I often use a Beyer M160/M130 pair of ribbons for M-S recording. These are neat, featherweight units where there is no trouble using them with a spacer mount on a single-stand. On the occasions where I've put up a pair of NT2-As, whether in M-S or one of the stereo configurations, I always have to think carefully about the mechanical stability, and not hesitate to bring out the sandbags to weight the base of the stand.
     
  11. Makzimia

    Makzimia The Minstrel Well-Known Member

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    I get that Bos, with just me though, and those are very solid beyer dynamic stands (heavy). I'll be fine, I'm sure. I appreciate you stepping in and pointing out my error though early. I did only one take, wasn't perfect, now I can move in the right direction totally, with what I have at least :).
     
  12. audiokid

    audiokid Chris Staff

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    Thank you for mentioning this, Bos. Can you please explain why?
     
  13. bouldersound

    bouldersound Real guitars are for old people. Well-Known Member

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    If I recall, it's the drastically different phase response characteristics.

    Generally speaking, I prefer two identical mics, like a pair of 4050s, though I've had good results from an iFet with a U47.
     
  14. Boswell

    Boswell Moderator Distinguished Member

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    A velocity microphone gives an electrical output proportional to how fast the diaphragm (ribbon) is moving through a field created by permament magnets. A displacement or pressure-sensitive microphone gives an output that is a function of the position of the diaphragm as it moves with the incident sound wave. If you draw a sinewave of pressure, then you see that the maximum pressure occurs at the peaks, whereas the maximum change of pressure (velocity) occurs as the wave goes through zero. These two are always 90 degrees out of phase with one another, at all frequencies. This means that if you put a ribbon microphone and a condenser microphone side-by-side in a sinewave sound field, the two outputs you get will be permanently 90 degrees out of phase as you sweep the frequency over the audio band.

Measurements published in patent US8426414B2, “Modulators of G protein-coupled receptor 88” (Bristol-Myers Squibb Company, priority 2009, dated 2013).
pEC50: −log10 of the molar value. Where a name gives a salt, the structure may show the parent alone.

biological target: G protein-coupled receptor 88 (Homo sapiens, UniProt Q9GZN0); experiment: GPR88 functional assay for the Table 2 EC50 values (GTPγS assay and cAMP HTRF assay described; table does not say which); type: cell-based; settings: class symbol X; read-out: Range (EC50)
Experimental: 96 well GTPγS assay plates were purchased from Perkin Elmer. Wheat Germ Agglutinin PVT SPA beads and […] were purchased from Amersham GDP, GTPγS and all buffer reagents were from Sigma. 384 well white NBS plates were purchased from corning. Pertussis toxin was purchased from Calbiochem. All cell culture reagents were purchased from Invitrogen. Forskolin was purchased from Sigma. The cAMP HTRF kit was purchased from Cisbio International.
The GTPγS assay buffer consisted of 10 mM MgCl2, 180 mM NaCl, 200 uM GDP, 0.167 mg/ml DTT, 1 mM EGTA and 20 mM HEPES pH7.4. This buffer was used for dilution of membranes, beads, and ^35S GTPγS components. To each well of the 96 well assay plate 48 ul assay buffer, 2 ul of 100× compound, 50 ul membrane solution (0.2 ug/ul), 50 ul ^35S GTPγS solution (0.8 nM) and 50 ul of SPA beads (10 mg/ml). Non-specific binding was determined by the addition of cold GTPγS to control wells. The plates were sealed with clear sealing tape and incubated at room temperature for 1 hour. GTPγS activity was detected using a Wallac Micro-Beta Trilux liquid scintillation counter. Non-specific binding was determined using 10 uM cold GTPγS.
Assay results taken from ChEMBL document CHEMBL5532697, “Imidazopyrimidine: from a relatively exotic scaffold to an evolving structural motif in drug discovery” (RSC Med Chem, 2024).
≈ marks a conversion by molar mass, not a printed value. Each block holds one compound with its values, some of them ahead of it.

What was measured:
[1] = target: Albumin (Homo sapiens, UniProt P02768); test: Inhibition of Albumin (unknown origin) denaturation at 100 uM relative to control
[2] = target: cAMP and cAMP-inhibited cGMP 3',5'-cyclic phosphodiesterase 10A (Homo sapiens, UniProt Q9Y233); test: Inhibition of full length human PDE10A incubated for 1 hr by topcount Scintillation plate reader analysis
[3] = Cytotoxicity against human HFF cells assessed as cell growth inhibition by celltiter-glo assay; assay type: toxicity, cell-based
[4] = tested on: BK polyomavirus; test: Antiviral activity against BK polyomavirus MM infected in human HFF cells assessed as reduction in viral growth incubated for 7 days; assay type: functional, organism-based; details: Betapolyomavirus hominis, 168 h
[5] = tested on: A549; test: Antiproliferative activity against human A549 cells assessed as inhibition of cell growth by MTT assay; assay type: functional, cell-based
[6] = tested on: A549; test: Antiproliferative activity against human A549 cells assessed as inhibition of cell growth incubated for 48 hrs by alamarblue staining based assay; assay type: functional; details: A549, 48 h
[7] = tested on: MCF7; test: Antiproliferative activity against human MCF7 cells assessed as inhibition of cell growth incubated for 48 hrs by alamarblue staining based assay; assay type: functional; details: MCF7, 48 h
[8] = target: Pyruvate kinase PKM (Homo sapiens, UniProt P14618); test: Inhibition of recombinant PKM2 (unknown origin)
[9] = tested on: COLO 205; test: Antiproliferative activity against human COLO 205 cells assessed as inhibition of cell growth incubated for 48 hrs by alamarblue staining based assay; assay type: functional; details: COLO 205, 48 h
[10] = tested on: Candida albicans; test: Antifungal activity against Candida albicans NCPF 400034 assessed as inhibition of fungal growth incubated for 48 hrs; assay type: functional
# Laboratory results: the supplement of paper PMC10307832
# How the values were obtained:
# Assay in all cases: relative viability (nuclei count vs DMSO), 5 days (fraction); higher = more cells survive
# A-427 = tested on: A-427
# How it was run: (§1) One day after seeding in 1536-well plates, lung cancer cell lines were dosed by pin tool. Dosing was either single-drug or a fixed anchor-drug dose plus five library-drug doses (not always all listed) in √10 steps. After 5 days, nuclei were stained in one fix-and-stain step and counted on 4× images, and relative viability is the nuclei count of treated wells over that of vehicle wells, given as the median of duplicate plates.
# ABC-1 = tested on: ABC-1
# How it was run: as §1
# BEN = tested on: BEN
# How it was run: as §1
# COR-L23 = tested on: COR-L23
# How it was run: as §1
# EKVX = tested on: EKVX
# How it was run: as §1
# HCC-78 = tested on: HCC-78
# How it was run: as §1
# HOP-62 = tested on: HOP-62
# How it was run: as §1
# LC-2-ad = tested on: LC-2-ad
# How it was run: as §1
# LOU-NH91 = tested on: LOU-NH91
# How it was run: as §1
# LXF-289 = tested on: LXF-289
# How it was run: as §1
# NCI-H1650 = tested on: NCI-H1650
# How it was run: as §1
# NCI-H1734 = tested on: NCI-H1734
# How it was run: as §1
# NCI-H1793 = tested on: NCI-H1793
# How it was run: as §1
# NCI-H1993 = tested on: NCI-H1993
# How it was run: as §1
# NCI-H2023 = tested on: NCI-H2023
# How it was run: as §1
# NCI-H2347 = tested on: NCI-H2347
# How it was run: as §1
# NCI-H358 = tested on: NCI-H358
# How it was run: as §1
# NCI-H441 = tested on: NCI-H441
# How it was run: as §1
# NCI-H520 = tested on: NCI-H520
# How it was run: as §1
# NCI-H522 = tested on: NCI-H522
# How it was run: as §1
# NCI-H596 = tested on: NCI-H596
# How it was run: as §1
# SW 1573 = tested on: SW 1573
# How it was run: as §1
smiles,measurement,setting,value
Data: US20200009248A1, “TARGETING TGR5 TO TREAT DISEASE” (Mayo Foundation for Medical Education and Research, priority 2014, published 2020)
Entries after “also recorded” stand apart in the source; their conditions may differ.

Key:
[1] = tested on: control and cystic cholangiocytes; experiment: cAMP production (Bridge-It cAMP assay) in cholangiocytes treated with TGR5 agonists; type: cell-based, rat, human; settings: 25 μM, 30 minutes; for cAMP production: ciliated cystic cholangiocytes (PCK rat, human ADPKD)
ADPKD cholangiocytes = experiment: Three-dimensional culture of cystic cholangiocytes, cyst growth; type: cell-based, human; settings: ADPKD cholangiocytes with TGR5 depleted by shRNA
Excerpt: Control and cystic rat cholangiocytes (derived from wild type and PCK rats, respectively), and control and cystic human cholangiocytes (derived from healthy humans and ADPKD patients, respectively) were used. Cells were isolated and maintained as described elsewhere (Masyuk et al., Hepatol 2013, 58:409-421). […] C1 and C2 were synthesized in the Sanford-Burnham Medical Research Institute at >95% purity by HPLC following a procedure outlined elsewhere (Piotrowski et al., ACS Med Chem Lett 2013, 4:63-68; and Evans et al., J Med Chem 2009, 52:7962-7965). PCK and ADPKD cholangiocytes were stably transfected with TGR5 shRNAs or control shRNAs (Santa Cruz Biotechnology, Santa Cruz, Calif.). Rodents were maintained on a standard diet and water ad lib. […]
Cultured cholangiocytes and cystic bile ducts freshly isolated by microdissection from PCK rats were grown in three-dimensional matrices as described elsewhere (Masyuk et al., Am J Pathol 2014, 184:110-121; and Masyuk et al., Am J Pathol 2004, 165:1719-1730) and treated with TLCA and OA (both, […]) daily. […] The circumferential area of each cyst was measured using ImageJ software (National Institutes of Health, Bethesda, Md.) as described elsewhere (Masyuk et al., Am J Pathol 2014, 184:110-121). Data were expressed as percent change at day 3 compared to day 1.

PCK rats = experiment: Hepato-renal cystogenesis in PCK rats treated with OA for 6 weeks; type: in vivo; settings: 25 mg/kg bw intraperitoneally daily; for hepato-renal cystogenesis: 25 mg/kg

The equations for resolving the outputs from an M-S captured field into L-R component signals implicitly rely on the phase responses of the M and S microphones being the same. They simply do not work if you use a pair of microphones that are always 90 degrees out of phase with one another.

    As an example, if you were to take a correct M-S pair and put an acoustic sinewave source at 45 degrees left of centre, you would get outputs from the M and S microphones that were identical in both amplitude and phase. If you were now to move the sound source from that point through centre to 45 degrees right, you would see the M output increase in amplitude by sqrt(2) as it went through centre and then decrease to the original amplitude as you got to the 45 degrees right position. By contrast, the S output would reduce, go through zero and come up again 180 degrees out of phase (inverted) compared with the starting position.
     
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  15. audiokid

    audiokid Chris Staff

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    Thank you, Bos. You are the best. I'm going to include this as a reference to M/S micing. What would we title it as?
     
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  16. rmburrow

    rmburrow Active Member

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    The attached pdf from Georg Neumann GmbH has its origins many years ago and directly explains the M-S sum and difference method. I don't believe there are any other copy right restrictions on it. I haven't used M-S much; I prefer the matrix transformer method. An op-amp matrix can be built for a lot less money than a transformer matrix. The schematic of the transformer matrix explains the derivation of the sum and difference components (and their reconstruction).
     

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  17. John Willett

    John Willett Active Member

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    If you want to learn about MS - THIS is probably the defining paper on the subject:

    "M-S Stereo: A PowerfulTechnique for Working in Stereo"
    By: Wes Dooley and Ron Streicher